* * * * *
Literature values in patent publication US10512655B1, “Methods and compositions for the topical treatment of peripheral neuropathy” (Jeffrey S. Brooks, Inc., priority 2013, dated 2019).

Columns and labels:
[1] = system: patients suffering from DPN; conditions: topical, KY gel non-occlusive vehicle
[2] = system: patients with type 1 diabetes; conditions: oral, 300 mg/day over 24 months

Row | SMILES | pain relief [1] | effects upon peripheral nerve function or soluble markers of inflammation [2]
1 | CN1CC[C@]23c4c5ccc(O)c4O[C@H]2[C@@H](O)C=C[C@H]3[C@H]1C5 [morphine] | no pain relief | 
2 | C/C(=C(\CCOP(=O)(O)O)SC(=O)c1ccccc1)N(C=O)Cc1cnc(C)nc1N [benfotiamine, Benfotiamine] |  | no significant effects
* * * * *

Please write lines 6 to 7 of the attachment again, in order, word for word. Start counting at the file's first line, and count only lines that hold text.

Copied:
1 | CN1CC[C@]23c4c5ccc(O)c4O[C@H]2[C@@H](O)C=C[C@H]3[C@H]1C5 [morphine] | no pain relief | 
2 | C/C(=C(\CCOP(=O)(O)O)SC(=O)c1ccccc1)N(C=O)Cc1cnc(C)nc1N [benfotiamine, Benfotiamine] |  | no significant effects